Domestic violence rising, expired Violence Against Women Act hangs in limbo

After expiring last year, the Violence Against Women Act — landmark legislation that includes federal protections and support for survivors — hasn't been renewed, while domestic violence is spiking amid the pandemic, 19th News reports.

According to the Department of Justice, intimate partner violence dropped by more than 60 percent between 1994 and 2010, a decline experts partially attribute to VAWA, which was signed into law 26 years ago. However, the act requires renewal every five years, and efforts to pass it have stalled, largely over disputes about a provision that would ban gun purchases by people with domestic violence convictions against a partner they're not married to, and don't live or co-parent with.

"Right when more services are needed, they're [at risk], and that's a problem," said Victoria Nourse, a law professor at Washington, D.C.-based Georgetown University who helped draft VAWA in 1994.

Preliminary data ties the pandemic to a significant rise in domestic violence and domestic homicide. There have been more calls to domestic violence hotlines, the police and rape crisis centers, and researchers at Boston-based Brigham and Women's Hospital found an increase in patients with physical injuries from intimate partner violence.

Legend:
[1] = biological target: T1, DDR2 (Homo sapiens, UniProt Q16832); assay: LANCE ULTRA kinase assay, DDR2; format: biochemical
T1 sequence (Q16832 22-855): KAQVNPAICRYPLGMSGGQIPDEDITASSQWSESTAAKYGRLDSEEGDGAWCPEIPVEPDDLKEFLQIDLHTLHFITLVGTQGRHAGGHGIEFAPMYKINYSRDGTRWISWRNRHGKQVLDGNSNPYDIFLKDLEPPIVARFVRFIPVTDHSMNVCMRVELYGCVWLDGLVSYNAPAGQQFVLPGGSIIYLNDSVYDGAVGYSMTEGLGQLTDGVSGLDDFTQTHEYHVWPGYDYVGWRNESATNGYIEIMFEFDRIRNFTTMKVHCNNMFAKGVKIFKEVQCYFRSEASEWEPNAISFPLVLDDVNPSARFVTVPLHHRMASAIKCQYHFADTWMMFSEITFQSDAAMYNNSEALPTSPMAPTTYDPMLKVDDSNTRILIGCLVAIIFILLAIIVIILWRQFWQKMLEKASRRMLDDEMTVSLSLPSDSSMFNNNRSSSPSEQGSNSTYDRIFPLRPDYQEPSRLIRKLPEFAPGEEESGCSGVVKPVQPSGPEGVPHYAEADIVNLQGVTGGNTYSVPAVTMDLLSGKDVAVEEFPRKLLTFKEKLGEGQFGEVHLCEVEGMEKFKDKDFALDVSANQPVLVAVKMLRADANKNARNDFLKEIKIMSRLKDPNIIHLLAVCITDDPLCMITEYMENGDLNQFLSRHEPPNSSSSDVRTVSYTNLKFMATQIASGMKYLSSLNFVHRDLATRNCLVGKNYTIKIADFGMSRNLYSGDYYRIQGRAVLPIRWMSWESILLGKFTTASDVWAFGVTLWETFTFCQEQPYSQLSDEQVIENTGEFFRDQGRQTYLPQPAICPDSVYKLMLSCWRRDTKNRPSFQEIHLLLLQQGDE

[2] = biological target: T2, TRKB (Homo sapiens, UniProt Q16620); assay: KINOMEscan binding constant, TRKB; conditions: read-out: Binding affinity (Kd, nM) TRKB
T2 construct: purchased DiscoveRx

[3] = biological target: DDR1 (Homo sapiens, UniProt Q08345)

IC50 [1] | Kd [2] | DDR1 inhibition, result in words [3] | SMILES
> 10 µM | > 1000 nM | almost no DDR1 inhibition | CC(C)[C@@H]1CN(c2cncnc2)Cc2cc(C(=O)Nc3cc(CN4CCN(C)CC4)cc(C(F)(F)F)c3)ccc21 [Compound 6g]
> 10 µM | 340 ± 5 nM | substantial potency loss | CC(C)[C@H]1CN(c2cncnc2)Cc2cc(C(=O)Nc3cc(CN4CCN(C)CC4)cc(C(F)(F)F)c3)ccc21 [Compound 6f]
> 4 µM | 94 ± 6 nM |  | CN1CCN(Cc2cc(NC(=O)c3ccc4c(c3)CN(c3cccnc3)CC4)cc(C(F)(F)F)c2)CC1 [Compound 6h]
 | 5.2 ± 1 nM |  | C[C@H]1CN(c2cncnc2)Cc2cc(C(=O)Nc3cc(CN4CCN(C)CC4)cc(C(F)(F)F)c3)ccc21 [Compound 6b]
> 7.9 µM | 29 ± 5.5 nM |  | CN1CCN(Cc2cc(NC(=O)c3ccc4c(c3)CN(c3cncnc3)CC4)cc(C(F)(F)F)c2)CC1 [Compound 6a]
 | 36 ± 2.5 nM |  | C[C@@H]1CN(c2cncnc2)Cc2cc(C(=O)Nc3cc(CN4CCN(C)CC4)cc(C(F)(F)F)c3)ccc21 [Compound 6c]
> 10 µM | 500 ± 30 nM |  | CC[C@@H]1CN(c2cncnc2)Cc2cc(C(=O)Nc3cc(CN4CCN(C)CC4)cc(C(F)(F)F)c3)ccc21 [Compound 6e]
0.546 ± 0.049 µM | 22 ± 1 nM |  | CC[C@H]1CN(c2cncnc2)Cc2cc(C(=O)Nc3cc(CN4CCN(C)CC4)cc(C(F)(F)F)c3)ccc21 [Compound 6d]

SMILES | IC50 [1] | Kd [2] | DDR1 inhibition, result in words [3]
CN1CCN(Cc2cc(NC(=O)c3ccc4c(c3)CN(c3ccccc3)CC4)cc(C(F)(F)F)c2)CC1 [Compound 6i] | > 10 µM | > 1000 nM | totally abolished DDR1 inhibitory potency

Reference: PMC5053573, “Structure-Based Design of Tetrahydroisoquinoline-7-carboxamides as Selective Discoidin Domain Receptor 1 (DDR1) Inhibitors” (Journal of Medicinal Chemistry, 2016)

Previous national disasters have been tied to higher rates of intimate partner violence. Economic stress created by the pandemic also likely contributes to the heightened violence rates, while stay-at-home orders leave those experiencing violence with fewer places to escape, experts say.

An increase in domestic violence could have deep-rooted implications on public health. Research suggests domestic abuse can heighten the risk of long-term cardiac problems, while symptoms of anxiety, depression and post-traumatic stress disorder can manifest years after.

More articles on public health:
States closing, pausing, reopening
CMS kicks off flu shot campaign
US infectious disease funding up fourfold since 2014, report finds

© Copyright ASC COMMUNICATIONS 2020. Interested in LINKING to or REPRINTING this content? View our policies by clicking here.

 

Featured Webinars

Featured Whitepapers